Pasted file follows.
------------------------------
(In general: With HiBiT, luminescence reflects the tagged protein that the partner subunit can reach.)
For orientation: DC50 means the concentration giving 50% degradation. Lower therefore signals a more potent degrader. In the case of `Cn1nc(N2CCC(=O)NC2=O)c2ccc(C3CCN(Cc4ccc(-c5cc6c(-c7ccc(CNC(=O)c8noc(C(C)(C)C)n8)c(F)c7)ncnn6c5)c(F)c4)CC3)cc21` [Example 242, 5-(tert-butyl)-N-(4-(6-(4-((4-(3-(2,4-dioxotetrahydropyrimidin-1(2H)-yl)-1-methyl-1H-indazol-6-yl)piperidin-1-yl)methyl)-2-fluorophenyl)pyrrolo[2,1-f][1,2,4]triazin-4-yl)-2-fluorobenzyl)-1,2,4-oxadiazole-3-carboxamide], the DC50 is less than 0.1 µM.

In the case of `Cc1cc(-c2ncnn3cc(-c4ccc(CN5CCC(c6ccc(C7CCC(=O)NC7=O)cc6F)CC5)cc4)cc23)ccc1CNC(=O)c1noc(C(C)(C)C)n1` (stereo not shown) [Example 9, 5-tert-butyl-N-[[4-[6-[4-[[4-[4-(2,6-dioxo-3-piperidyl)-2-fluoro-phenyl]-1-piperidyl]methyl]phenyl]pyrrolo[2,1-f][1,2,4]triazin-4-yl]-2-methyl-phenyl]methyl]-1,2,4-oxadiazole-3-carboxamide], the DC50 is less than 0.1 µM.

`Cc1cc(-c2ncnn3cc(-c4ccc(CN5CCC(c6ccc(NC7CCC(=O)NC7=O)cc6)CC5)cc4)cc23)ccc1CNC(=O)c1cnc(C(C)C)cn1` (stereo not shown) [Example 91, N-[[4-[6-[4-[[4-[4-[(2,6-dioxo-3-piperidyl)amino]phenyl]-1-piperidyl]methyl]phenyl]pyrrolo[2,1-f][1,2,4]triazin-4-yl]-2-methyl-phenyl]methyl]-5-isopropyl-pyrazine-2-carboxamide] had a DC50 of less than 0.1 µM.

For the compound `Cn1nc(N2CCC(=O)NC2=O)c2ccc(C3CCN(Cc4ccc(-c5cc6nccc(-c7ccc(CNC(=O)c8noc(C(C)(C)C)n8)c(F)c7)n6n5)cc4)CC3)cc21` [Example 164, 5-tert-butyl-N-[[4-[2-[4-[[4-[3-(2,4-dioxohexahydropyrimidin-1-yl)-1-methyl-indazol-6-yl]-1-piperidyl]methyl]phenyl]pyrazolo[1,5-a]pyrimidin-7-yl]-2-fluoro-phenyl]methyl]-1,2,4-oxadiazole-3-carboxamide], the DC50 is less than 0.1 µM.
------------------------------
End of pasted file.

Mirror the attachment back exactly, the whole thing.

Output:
(In general: With HiBiT, luminescence reflects the tagged protein that the partner subunit can reach.)
For orientation: DC50 means the concentration giving 50% degradation. Lower therefore signals a more potent degrader. In the case of `Cn1nc(N2CCC(=O)NC2=O)c2ccc(C3CCN(Cc4ccc(-c5cc6c(-c7ccc(CNC(=O)c8noc(C(C)(C)C)n8)c(F)c7)ncnn6c5)c(F)c4)CC3)cc21` [Example 242, 5-(tert-butyl)-N-(4-(6-(4-((4-(3-(2,4-dioxotetrahydropyrimidin-1(2H)-yl)-1-methyl-1H-indazol-6-yl)piperidin-1-yl)methyl)-2-fluorophenyl)pyrrolo[2,1-f][1,2,4]triazin-4-yl)-2-fluorobenzyl)-1,2,4-oxadiazole-3-carboxamide], the DC50 is less than 0.1 µM.

In the case of `Cc1cc(-c2ncnn3cc(-c4ccc(CN5CCC(c6ccc(C7CCC(=O)NC7=O)cc6F)CC5)cc4)cc23)ccc1CNC(=O)c1noc(C(C)(C)C)n1` (stereo not shown) [Example 9, 5-tert-butyl-N-[[4-[6-[4-[[4-[4-(2,6-dioxo-3-piperidyl)-2-fluoro-phenyl]-1-piperidyl]methyl]phenyl]pyrrolo[2,1-f][1,2,4]triazin-4-yl]-2-methyl-phenyl]methyl]-1,2,4-oxadiazole-3-carboxamide], the DC50 is less than 0.1 µM.

`Cc1cc(-c2ncnn3cc(-c4ccc(CN5CCC(c6ccc(NC7CCC(=O)NC7=O)cc6)CC5)cc4)cc23)ccc1CNC(=O)c1cnc(C(C)C)cn1` (stereo not shown) [Example 91, N-[[4-[6-[4-[[4-[4-[(2,6-dioxo-3-piperidyl)amino]phenyl]-1-piperidyl]methyl]phenyl]pyrrolo[2,1-f][1,2,4]triazin-4-yl]-2-methyl-phenyl]methyl]-5-isopropyl-pyrazine-2-carboxamide] had a DC50 of less than 0.1 µM.

For the compound `Cn1nc(N2CCC(=O)NC2=O)c2ccc(C3CCN(Cc4ccc(-c5cc6nccc(-c7ccc(CNC(=O)c8noc(C(C)(C)C)n8)c(F)c7)n6n5)cc4)CC3)cc21` [Example 164, 5-tert-butyl-N-[[4-[2-[4-[[4-[3-(2,4-dioxohexahydropyrimidin-1-yl)-1-methyl-indazol-6-yl]-1-piperidyl]methyl]phenyl]pyrazolo[1,5-a]pyrimidin-7-yl]-2-fluoro-phenyl]methyl]-1,2,4-oxadiazole-3-carboxamide], the DC50 is less than 0.1 µM.